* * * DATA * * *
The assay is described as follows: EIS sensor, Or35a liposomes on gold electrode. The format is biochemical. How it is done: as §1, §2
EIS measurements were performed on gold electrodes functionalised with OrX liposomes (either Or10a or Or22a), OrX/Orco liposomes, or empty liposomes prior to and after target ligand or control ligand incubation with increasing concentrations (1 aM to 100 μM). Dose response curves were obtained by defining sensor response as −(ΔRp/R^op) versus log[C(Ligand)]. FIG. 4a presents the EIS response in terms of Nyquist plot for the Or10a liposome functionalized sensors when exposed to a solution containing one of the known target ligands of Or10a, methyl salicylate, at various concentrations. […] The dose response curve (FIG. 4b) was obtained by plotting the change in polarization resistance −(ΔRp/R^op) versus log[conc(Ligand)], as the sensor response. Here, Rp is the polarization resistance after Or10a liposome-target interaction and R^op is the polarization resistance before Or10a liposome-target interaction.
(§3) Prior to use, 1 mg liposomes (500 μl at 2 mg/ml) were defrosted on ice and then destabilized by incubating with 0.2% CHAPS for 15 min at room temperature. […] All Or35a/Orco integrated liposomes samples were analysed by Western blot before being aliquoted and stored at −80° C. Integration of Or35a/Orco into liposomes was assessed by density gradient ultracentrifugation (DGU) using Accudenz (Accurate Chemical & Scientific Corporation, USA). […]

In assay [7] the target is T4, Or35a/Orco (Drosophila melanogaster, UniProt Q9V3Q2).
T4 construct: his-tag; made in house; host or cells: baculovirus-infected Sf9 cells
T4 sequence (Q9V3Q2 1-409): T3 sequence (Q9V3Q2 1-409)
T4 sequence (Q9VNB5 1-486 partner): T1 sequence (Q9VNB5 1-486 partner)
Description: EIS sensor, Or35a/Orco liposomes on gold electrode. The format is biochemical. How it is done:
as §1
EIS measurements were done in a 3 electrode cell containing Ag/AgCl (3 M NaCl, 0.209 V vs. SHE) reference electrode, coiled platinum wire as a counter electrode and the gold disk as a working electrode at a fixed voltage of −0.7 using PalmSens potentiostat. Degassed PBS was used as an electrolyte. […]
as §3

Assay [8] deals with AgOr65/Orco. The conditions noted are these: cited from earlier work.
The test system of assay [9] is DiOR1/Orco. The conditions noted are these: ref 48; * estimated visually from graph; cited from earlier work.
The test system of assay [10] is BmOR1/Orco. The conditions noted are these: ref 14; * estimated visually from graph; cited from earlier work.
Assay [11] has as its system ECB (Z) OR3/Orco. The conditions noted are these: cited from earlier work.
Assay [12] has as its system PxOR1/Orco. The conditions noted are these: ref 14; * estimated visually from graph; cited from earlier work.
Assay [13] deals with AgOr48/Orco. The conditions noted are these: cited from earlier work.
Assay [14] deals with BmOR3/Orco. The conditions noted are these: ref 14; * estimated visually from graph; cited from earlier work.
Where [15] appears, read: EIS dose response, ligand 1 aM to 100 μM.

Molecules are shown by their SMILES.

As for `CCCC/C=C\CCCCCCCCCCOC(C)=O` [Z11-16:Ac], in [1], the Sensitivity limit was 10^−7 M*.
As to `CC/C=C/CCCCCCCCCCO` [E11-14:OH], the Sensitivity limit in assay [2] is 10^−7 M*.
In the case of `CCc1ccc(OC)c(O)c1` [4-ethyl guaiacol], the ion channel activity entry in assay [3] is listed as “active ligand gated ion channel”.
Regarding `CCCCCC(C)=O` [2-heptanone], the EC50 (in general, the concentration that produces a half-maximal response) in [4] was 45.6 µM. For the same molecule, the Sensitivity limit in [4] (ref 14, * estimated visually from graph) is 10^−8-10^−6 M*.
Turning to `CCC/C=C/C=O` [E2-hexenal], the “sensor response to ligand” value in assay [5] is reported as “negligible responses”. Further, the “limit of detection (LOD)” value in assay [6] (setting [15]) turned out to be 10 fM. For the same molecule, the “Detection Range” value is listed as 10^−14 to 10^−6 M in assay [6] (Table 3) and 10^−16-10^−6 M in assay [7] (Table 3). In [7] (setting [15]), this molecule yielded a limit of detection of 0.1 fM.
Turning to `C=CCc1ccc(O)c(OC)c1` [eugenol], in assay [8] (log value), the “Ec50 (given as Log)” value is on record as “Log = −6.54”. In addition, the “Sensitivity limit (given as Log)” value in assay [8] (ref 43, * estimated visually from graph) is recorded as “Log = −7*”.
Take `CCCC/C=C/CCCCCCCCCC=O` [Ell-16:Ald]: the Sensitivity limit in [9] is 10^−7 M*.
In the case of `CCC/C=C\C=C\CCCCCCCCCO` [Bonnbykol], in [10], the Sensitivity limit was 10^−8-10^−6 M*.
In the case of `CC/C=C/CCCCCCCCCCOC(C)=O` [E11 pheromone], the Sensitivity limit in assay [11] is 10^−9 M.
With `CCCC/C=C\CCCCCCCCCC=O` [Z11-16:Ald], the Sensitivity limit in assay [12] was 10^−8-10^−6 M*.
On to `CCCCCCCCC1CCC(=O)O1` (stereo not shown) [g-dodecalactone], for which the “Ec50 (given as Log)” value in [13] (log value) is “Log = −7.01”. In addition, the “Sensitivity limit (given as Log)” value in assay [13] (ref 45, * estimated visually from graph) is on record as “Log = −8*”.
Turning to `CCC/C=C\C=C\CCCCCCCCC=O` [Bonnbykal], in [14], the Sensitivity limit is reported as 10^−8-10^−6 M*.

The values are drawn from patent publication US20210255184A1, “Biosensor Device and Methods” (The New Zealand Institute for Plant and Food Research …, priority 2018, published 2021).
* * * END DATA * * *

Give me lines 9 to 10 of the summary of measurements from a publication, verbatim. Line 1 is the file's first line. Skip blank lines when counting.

as §1
EIS measurements were done in a 3 electrode cell containing Ag/AgCl (3 M NaCl, 0.209 V vs. SHE) reference electrode, coiled platinum wire as a counter electrode and the gold disk as a working electrode at a fixed voltage of −0.7 using PalmSens potentiostat. Degassed PBS was used as an electrolyte. […]